Football Manager is a game series with a loyal and demanding fan base and that will likely continue for the foreseeable future. And while FM 2017 was admittedly better than the previous three iterations, I personally still miss the days of FM12 and beyond. Perhaps I should finally convince myself to switch to the FM Touch version, which is a quicker way to play the full FM experience, focusing on the most enjoyable aspects of the game.
Every year in January and February, the developers of the game gather around a round table at Sports Interactive towers in London to talk about the features that will make it into the next major release. So that is already done and settled for Football Manager 2018, though we will not find out until (probably late) summer when the initial feature announcement is expected.
We have asked the fans of FM Scout on Facebook about the potential changes they are hoping to see in the upcoming FM 2018 and they have been quite vocal as usual. Dozens of requests have been posted, but I will only highlight the three I stumble upon the most.
More realistic transfers. This request seems to be reoccurring through the years, though it became more of an issue when agents alongside their excessive demands were introduced. It is understandable when a club does not want to sell their best player and as a result, they ask you for a ridiculous amount. However, when this very player gets sold a few days later to another team in your league for a very reasonable fee while the player agrees to a reasonable wage… well, this is when it feels unrealistic. And then selling your players is like mission impossible at times; you can usually get as much as his current value if a club becomes actually interested.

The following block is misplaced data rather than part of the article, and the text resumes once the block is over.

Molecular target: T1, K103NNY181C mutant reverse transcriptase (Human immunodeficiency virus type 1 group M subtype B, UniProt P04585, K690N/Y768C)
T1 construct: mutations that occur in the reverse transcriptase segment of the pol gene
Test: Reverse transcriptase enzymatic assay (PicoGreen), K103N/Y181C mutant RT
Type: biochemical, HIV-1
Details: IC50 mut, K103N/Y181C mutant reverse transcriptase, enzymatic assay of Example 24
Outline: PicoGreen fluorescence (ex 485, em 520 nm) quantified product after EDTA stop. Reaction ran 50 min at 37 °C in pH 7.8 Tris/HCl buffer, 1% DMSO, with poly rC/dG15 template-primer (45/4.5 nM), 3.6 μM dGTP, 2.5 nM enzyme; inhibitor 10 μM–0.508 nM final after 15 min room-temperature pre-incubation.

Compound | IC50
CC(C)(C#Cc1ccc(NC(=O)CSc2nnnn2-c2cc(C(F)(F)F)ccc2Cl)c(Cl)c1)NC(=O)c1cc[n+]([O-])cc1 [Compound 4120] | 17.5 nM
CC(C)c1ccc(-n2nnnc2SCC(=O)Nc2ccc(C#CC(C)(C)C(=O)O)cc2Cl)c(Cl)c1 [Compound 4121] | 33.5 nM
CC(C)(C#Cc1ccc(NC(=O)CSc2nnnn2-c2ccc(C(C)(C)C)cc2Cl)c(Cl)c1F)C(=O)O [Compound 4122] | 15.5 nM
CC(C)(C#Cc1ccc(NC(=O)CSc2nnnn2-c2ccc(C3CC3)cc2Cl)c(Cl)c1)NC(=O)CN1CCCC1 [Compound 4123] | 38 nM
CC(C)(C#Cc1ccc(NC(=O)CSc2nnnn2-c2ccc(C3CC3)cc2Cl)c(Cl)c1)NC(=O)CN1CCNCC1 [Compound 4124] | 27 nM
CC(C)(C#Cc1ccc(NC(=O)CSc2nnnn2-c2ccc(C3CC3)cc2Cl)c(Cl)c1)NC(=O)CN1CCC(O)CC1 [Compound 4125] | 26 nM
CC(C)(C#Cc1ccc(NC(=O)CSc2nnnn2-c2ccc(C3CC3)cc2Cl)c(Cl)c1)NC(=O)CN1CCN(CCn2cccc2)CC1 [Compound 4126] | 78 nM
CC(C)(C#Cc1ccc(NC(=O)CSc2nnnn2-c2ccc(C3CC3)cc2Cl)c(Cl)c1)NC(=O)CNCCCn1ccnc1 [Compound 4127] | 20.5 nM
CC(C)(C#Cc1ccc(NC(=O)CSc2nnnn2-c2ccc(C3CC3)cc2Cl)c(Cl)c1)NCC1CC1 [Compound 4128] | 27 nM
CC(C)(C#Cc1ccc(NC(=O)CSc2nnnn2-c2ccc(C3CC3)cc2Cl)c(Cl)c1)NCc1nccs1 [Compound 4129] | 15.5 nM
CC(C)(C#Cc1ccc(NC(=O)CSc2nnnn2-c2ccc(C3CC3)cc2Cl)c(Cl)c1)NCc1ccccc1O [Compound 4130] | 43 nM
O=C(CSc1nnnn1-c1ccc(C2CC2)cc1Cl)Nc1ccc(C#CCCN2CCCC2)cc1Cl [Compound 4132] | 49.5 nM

Training needs a major overhaul. That is something almost everyone agrees upon. As a matter of fact, it seems that even reverting to a previous version of the training module would suffice. It used to be more detailed yet somewhat easier to deal with, as we had more control in regards to developing youth talent and turning our focus on individual players. On the other hand, Miles Jacobson (SI studio director) stated they got rid of the high detail training because hardly anyone used it.
Player interaction should not be annoying. The behaviour of your own players tends to be repetitive and unrealistic. People complain about their players’ unjustified moaning all the time; be it about training regimes or first team playing time, it often feels like the players are trolling you, except they are actually serious with their complaints.
There is a massive pool of suggestions posted on social media and in numerous discussion for a dedicated to the game. There are feature requests about introducing video cinematics (for trophy/award winning) or a stadium builder, adding more detail (e.g. allow training) into managing international squads, creating a new game mode with legend teams, being able to utilise your own salary, and much more.
The developers of the game are well aware of all those suggestions and they have enough ideas to work with for at least the next three years. Personally, the most important aspect is to keep game breaking bugs to a minimum. We have reached a point where the gameplay has been improved so much that it can only accept polishing and not groundbreaking changes, which is a good thing.
I believe Steam reviews for FM 2017 have been pretty unfair, but there is an explanation for that. SI claimed that most of them were coming from Chinese fans slashing the franchise for not having their language in-game. But they listened and actually added Simplified Chinese in the game last month. Hopefully, this move will ensure review bombing is avoided next season.
The public beta of Football Manager 2018 is expected to arrive in mid-late October for those who pre-order (assuming this scheme will carry on). And roughly two weeks later the final version will be released. Make sure to check out FM Scout or follow our dedicated FM18 fan page on Facebook to stay up to date with all the latest news and discussions.